Tuesday, March 27, 2012

Choosing A Camera

If one is a casual photographer or a professional photographer choosing a camera is easy. A casual photographer just needs a basic functional camera. A professional photographer simply buys a camera that is capable of fully supporting the needs of current clients. For everyone else buying a camera it is a bit more complicated. I think it is best to buy a camera that is comfortably affordable. The extra features included on higher priced cameras are great fun for anyone regardless of their level of experience.

So begin by deciding what is a comfortable price. Then go to the website Digital Photography Review.


This is a very large site. Within in the site go to


The cameras are arranged by year. The quality of digital cameras changes very quickly. If possible - choices should be limited to only cameras designed during the current year to minimize the possibility of getting a camera that quickly becomes obsolete.

The least expensive cameras are point and shoot cameras. They are good for a camera that is to be taken anywhere but they offer the lowest image quality available and are not very good for photographs where motion is an important part of the composition. They are also not very good for photographs where some of the photograph is in focus and some is out of focus. These cameras also offer very limited perspective control because the lenses are not interchangeable.

The most expensive cameras are mirrorless cameras. They are very lightweight although much bulkier than point and shoot cameras. They are cameras where how motion is rendered is fully controllable, focus is fully controllable as well as perspective by changing lenses. Low quality mirrorless cameras always cost more than equivalent point and shoot cameras because of these 3 features.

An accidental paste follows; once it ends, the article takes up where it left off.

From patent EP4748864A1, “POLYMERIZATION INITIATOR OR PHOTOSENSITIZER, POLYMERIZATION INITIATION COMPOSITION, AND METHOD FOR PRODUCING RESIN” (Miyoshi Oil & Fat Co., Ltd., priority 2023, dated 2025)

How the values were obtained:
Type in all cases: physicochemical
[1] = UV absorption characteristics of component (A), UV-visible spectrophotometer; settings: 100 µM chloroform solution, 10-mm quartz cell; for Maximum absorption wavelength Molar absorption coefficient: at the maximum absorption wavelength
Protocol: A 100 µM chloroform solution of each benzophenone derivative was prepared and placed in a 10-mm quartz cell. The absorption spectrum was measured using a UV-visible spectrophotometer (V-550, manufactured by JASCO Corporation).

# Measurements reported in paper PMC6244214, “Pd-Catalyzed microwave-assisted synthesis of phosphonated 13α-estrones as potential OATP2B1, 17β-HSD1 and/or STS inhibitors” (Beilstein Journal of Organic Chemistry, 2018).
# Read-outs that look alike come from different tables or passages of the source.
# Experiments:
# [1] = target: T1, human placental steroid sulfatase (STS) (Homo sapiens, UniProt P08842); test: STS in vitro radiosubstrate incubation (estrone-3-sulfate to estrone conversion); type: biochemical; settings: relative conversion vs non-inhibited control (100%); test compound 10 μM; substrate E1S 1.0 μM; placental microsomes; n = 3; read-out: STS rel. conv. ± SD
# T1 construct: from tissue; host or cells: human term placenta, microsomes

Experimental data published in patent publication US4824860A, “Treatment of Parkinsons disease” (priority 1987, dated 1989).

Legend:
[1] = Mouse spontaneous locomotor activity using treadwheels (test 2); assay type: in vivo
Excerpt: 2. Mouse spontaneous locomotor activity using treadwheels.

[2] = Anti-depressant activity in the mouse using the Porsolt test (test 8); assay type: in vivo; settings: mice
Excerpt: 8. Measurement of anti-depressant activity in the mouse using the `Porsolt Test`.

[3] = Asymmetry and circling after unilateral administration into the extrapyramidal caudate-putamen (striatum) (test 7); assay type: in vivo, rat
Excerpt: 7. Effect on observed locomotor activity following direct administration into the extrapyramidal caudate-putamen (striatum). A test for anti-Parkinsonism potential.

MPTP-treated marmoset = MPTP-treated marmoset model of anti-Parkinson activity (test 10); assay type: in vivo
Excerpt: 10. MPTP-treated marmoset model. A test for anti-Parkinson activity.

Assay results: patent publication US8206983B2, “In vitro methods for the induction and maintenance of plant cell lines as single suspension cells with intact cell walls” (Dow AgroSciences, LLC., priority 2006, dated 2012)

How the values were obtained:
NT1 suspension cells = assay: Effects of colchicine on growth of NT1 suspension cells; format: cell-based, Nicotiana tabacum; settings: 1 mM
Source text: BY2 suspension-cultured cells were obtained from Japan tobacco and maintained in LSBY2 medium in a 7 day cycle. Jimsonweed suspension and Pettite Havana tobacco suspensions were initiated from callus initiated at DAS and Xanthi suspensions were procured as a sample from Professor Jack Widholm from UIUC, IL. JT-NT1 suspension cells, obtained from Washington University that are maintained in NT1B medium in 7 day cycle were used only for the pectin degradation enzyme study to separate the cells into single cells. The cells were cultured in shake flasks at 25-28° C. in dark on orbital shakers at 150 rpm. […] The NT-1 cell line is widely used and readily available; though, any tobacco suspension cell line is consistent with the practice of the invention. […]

The middle range is SLR (single range reflex) cameras. In a way it is inaccurate to call them the middle range because some SLRs cost less than mirrorless cameras and some cost more than a mirrorless cameras. All SLRs cost more than all point and shoot cameras. As with mirrorless cameras these cameras have fully controllable options for motion, focus and perspective. They are much heavier and bulkier than either point and shoot or mirrorless cameras. What makes these cameras most unique is the size of the sensor. The size of the sensor determines the clarity of textures, the brightness of color, and the clarity of spacial detail. SLR sensors are bigger than those in other cameras. SLR sensors come in two sizes. Cameras with the large sensors are widely used by serious photographers. Unfortunately cameras with large sensors start at $3000 without a lens. No camera is functional without a lens. Adding in a lens adds at least another $500.

In conclusion, learning about general composition only requires a working camera. If motion being fully controllable, focus being fully controllable and perspective are important factors, a point and shoot camera is a poor choice regardless of one's level of experience. If size and weight are significant factors, buy a mirrorless camera. If motion being fully controllable, focus being fully controllable and perspective are important factors but price is more important than weight choose an SLR.

© 2012 Paul Light all rights reserved